Bogotá Map

Cold Beans and Submarines

The gang of heavy gray clouds that has circled us all morning finally closes in. Swell feels more like a submarine than a sailboat as the rain pours down so heavily that sea and sky blur together. We run about catching rain in any vessel we can find to hold water. The poorly functioning watermaker contaminated our drinking water supply a few days prior, and we are desperate for some salt-free refreshment. We fill the buckets, water bottles, teapot, jerry cans, pots, and pans. Once the tank is topped off, McKenzie grabs the soap, and we strip down to bathe in the falling torrents. The cool drops pelt our naked bodies. We open our mouths and lie back on the deck. There could be no lovelier shower than this no sweeter faucet than these clouds, nor fresher air, nor broader seascape. I’m alive! Thank you, heavens!

We are seventy-five nautical miles out on the farthest offshore passage either of us has ever taken. When the Lost Coast Explorer continued south, McKenzie and I pored over the chart to choose our next destination, spying an isolated little island about 400 miles offshore, renowned for hidden pirate treasure and abundant sea life. After sorting through the piles of damp swimsuits and rotting provisions, we prepped for the passage: calculated the distance, stowed the surfboards, hoisted the outboard and dinghy, ran the jacklines, tied down the jerry cans, readied the fishing lines, checked the engine fluids and belts, raised anchor, and headed for sea.

It was daunting to point the bow straight west, but with McKenzie as crew, I knew I was in good company for the challenge. We’d met on the Big Island of Hawai’i years before, when she’d accidentally backed over my surfboard in a sandy parking lot. Miraculously the board came away unscathed, and it turned out she was my sister’s friend. When she emailed asking if I needed some crew with photography skills, we planned a date for her arrival. Aboard Swell, McKenzie and I had clicked like ruby slippers.

McKenzie shares my delight in new experiences, no matter how good, bad, or bizarre. She’s tough, independent, and dangerously witty. Her easygoing attitude, lack of time constraints, and well-traveled confidence make her an ideal voyaging companion. Plus, she’s four-star behind the camera, willing to haul and schlep, pull or tie any rope, and she is and probably will be the only person ever to make a quiche aboard Swell underway. I’ve thoroughly enjoyed watching her annihilate Latin male egos in the surf with late drops on the biggest waves of the day. Our unspoken agenda is simple: surf hard, learn hard, laugh hard, and seize each day.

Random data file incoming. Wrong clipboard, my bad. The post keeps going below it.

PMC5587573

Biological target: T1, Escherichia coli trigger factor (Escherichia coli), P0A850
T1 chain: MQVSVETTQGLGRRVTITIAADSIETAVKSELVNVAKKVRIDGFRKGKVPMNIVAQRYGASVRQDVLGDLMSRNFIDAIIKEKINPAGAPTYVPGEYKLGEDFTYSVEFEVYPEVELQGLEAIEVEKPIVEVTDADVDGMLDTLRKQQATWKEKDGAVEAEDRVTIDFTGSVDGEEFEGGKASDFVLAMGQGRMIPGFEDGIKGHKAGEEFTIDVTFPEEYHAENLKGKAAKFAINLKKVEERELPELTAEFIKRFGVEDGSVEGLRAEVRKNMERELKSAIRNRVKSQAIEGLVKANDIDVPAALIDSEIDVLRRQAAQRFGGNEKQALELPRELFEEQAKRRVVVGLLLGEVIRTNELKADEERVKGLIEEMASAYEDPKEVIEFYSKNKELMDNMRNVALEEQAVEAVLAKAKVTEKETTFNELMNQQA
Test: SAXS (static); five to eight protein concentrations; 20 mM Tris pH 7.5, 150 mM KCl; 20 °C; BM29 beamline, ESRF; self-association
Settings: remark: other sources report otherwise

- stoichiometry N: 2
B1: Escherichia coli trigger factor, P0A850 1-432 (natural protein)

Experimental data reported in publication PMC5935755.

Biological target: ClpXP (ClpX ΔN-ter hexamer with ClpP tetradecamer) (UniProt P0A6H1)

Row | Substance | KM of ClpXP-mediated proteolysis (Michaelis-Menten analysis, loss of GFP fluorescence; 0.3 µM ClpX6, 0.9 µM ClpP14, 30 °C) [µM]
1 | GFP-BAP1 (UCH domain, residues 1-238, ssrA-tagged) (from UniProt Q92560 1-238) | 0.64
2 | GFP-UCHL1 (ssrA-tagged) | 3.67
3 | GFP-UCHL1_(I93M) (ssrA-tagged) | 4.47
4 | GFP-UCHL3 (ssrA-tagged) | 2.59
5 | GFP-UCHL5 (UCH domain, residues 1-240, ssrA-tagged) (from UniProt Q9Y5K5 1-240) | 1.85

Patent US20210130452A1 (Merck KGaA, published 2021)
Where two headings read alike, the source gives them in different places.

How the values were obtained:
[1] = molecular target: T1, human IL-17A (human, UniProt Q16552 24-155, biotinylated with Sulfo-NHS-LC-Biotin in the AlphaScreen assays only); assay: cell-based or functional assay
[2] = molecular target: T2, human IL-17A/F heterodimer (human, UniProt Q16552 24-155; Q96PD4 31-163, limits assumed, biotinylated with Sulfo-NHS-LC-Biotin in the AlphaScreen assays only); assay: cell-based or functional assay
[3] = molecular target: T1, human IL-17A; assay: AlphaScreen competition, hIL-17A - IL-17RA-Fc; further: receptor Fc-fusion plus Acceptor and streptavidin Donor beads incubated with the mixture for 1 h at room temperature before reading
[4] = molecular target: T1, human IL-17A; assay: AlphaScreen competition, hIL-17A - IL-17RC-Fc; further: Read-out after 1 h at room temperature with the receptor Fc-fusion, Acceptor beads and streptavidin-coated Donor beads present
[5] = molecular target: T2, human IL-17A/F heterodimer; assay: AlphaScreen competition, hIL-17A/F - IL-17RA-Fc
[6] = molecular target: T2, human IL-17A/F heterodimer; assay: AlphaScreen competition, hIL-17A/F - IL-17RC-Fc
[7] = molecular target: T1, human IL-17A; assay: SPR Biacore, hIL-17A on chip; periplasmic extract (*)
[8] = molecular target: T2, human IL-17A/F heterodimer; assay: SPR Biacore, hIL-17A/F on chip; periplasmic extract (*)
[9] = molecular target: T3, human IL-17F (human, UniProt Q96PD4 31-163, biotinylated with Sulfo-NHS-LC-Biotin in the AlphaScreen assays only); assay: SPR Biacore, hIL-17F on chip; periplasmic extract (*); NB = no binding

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Hours after our deck showers, the rain hasn’t let up. I had been so focused on the surf, I realize that I hadn’t checked into the typical winds and currents along our route, nor received a recent weather report. We’re committed now, so I hustle through wet sail changes due to the light, shifty headwinds.

The rainwater is finding its way into more than just our water containers. It leaks down the mast and onto the cabin sole; it drips from the corners of the front hatch onto the forward bunk. It creeps in from around the portlight seals. The humidity permeates our pillows and blankets. It feels like we could wring water right out of the air.

“I feel like fly tape,” McKenzie writes in the logblog. By the second day, the sticky dampness is becoming intolerable. We attempt to cover the leaky spray dodger and bimini with a plastic tarp, but the water still finds its way in.

By evening, the rains slacken, but sharp headwinds fill in where it leaves off. We’re now close-hauled, heeling way over, and beating into a stiff, short chop. In an attempt to distract ourselves from the rodeo ride, McKenzie clutches her way below to heat our teapot of fresh rainwater for some tea. “The stove won’t light!” she calls up.

“Did you turn on the propane switch?” I ask.

“Yeah, it’s on.”

I crawl to the back of the cockpit and open the propane locker. The pin on the pressure gauge hangs limply at zero.

“No! How?” I wonder aloud. We lost all the propane.

I hear the lighter clicking again and again, hoping for a miracle. Our wet butts and bunks and the bucking headwind slop have shortened our morale, but now, no propane? It can’t be! We assume our soggy positions in the cockpit in silence. It’s McKenzie’s turn on the high side. She fights the steep incline of Swell’s heeling with all four limbs while infuriating drips of water spill down on her head. I just had the pleasure of the same experience, so I understand when she soon retires to the “cocoon” our shared sea berth below. I stay on watch on the “throne” the soggy stack of cushions on the leeward side of the cockpit where gravity holds us up against the lower side of the cockpit’s teak washboard.

The wind builds steadily overnight, turning the sea into an army of wave soldiers insisting that we are headed in the wrong direction. Every time we launch up over a wave and crash down into the next trough, it feels like a bomb detonating under the hull. I remember Barry warning me that his Cal 40, Antara, “had a tendency to slam quite fiercely going to windward.” As the conditions deteriorate, we consider giving up on our destination.

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